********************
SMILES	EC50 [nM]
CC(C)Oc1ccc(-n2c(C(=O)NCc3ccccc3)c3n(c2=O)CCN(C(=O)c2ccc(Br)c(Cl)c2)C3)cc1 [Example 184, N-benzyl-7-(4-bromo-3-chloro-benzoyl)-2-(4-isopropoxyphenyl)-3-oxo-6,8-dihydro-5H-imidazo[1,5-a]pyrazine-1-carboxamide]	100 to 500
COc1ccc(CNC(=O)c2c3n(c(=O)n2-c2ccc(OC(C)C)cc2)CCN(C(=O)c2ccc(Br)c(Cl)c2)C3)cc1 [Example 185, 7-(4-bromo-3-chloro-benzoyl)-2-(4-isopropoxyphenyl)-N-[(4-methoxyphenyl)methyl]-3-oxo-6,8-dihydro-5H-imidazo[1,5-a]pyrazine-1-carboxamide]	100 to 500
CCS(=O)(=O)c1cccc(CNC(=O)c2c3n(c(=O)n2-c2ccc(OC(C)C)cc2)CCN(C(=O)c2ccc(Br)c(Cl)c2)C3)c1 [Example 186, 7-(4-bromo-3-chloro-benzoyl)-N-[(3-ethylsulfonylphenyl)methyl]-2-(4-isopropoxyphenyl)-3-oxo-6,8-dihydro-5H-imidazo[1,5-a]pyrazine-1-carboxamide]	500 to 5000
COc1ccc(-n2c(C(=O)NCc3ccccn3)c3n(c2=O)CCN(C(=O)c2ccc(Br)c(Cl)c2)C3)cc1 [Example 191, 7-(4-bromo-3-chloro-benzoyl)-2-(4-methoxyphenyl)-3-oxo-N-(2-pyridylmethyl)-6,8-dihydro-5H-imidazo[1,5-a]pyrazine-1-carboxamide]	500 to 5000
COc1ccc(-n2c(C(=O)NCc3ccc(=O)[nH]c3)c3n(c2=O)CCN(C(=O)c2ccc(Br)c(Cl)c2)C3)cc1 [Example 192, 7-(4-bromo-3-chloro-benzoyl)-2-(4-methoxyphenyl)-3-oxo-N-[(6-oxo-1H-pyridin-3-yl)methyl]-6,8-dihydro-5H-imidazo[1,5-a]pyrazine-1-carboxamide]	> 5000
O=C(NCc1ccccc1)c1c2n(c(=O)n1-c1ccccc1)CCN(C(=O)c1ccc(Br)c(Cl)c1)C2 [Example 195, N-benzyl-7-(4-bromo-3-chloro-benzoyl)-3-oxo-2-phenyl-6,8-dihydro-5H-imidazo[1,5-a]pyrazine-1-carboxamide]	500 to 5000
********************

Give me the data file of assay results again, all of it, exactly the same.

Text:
SMILES	EC50 [nM]
CC(C)Oc1ccc(-n2c(C(=O)NCc3ccccc3)c3n(c2=O)CCN(C(=O)c2ccc(Br)c(Cl)c2)C3)cc1 [Example 184, N-benzyl-7-(4-bromo-3-chloro-benzoyl)-2-(4-isopropoxyphenyl)-3-oxo-6,8-dihydro-5H-imidazo[1,5-a]pyrazine-1-carboxamide]	100 to 500
COc1ccc(CNC(=O)c2c3n(c(=O)n2-c2ccc(OC(C)C)cc2)CCN(C(=O)c2ccc(Br)c(Cl)c2)C3)cc1 [Example 185, 7-(4-bromo-3-chloro-benzoyl)-2-(4-isopropoxyphenyl)-N-[(4-methoxyphenyl)methyl]-3-oxo-6,8-dihydro-5H-imidazo[1,5-a]pyrazine-1-carboxamide]	100 to 500
CCS(=O)(=O)c1cccc(CNC(=O)c2c3n(c(=O)n2-c2ccc(OC(C)C)cc2)CCN(C(=O)c2ccc(Br)c(Cl)c2)C3)c1 [Example 186, 7-(4-bromo-3-chloro-benzoyl)-N-[(3-ethylsulfonylphenyl)methyl]-2-(4-isopropoxyphenyl)-3-oxo-6,8-dihydro-5H-imidazo[1,5-a]pyrazine-1-carboxamide]	500 to 5000
COc1ccc(-n2c(C(=O)NCc3ccccn3)c3n(c2=O)CCN(C(=O)c2ccc(Br)c(Cl)c2)C3)cc1 [Example 191, 7-(4-bromo-3-chloro-benzoyl)-2-(4-methoxyphenyl)-3-oxo-N-(2-pyridylmethyl)-6,8-dihydro-5H-imidazo[1,5-a]pyrazine-1-carboxamide]	500 to 5000
COc1ccc(-n2c(C(=O)NCc3ccc(=O)[nH]c3)c3n(c2=O)CCN(C(=O)c2ccc(Br)c(Cl)c2)C3)cc1 [Example 192, 7-(4-bromo-3-chloro-benzoyl)-2-(4-methoxyphenyl)-3-oxo-N-[(6-oxo-1H-pyridin-3-yl)methyl]-6,8-dihydro-5H-imidazo[1,5-a]pyrazine-1-carboxamide]	> 5000
O=C(NCc1ccccc1)c1c2n(c(=O)n1-c1ccccc1)CCN(C(=O)c1ccc(Br)c(Cl)c1)C2 [Example 195, N-benzyl-7-(4-bromo-3-chloro-benzoyl)-3-oxo-2-phenyl-6,8-dihydro-5H-imidazo[1,5-a]pyrazine-1-carboxamide]	500 to 5000